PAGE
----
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Collectivity of Saint-Barthélemy
{{safesubst:#invoke:Separated entries|br}}
Unofficial flag Coat of arms
Anthem: La Marseillaise
Location of  Saint Barthélemy{{#invoke:String
Location of  Saint Barthélemy{{#invoke:String|rep| |2}}(circled in red)

in the Caribbean{{#invoke:String|rep| |2}}(light yellow)

Status Overseas collectivity
Capital
and largest city
Gustavia
Official languages French
Local languages {{safesubst:#invoke:list|unbulleted}}
Ethnic groups (<ref>{{#invoke:citation/CS1|citation

|CitationClass=web

}}</ref>
)
{{safesubst:#invoke:list|unbulleted}}
Demonym Barthélemois(es)
Sovereign state France
Government Dependent territory
 -  President of France François Hollande
 -  Prefect Philippe Chopin
 -  President of the Territorial Council Bruno Magras
 -  Deputy Daniel Gibbs
 -  Senator Michel Magras
Overseas collectivity
 -  French colony 1648 
 -  Exchanged with Sweden 1 July 1784 
 -  Sold back to France 16 March 1878 
 -  Overseas collectivity 22 February 2007 
Area
 -  Total 25<ref name=area>{{#invoke:citation/CS1|citation

|CitationClass=web

}}</ref> km2 (not ranked)
9.5 sq mi
 -  Water (%) negligible
Population
 -  Jan. 2014 estimate 35,906<ref name=population>{{#invoke:citation/CS1|citation

|CitationClass=web

}}</ref>
 -  Density 361/km2 (26th)
936/sq mi
Currency Euro () (EUR)
Time zone AST (UTC-4)
Calling code +590c
ISO 3166 code BL
Internet TLD {{safesubst:#invoke:list|unbulleted}}
a. French East Asians.
b. Assigned, but not in use.
c. Shared with Guadeloupe and Saint Martin.
The flag of France is the official flag of Saint Barthelemy. The local flag, consisting of the coat of arms on a white field, is shown above.

Saint-Barthélemy (French: Saint-Barthélemy{{#invoke:Category handler|main}}, French pronunciation: ​[sɛ̃baʁtelemi]), officially the Territorial collectivity of Saint-Barthélemy (French: Collectivité territoriale de Saint-Barthélemy{{#invoke:Category handler|main}}), is an overseas collectivity of France.<ref name=Government>{{#invoke:citation/CS1|citation |CitationClass=web }}</ref> Often abbreviated to Saint-Barth in French, or St. Barts or St. Barths in English, the indigenous people called the island Ouanalao.<ref>R. P. Raymond BRETON. Dictionnaire caraïbe-françois, Auxerre, Chez Gilles Bouquet, 1665.</ref> St. Barthélemy lies about {{safesubst:#invoke:convert|convert}} southeast of St. Martin and north of St. Kitts. Puerto Rico is {{safesubst:#invoke:convert|convert}} to the west in the Greater Antilles.<ref name=Geography>{{#invoke:citation/CS1|citation |CitationClass=web }}</ref>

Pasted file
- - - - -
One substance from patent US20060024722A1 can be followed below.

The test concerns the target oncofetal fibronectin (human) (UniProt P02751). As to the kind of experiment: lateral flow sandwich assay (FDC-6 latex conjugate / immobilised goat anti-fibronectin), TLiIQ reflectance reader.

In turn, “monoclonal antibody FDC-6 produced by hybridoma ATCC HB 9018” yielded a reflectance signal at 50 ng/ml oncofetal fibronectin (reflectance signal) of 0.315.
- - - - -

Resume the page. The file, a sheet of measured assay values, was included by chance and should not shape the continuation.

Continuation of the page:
Saint Barthélemy was for many years a French commune forming part of Guadeloupe, which is an overseas region and department of France. In 2003, the island voted in favour of secession from Guadeloupe in order to form a separate overseas collectivity (COM) of France. The collectivity is one of four territories among the Leeward Islands in the northeastern Caribbean that comprise the French West Indies, along with Saint Martin, Guadeloupe ({{safesubst:#invoke:convert|convert}} southeast), and Martinique.

Saint Barthélemy, a volcanic island fully encircled by shallow reefs, has an area of {{safesubst:#invoke:convert|convert}}<ref name=area /> and a population of 9,035 (Jan. 2011 estimate).<ref name=population /> Its capital is Gustavia, which also contains the main harbour to the island. It is the only Caribbean island which was a Swedish colony for any significant length of time; Guadeloupe was under Swedish rule only briefly at the end of the Napoleonic Wars. Symbolism from the Swedish national arms, the Three Crowns, still appears in the island's coat of arms. The language, cuisine, and culture, however, are distinctly French. The island is a popular tourist destination during the winter holiday season, especially for the rich and famous during the Christmas and new year period.


Saint Barthélemy sections
Intro   History    Geography    Demographics    Politics and government    Economy    Wildlife    Marine Reserve    Landmarks and architecture    Culture    Transport    Media    Health facilities    Notable people    See also    Notes    External links   

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Barth::saint    Island::sullivan    French::which    Title::gustavia    January::france    First::barts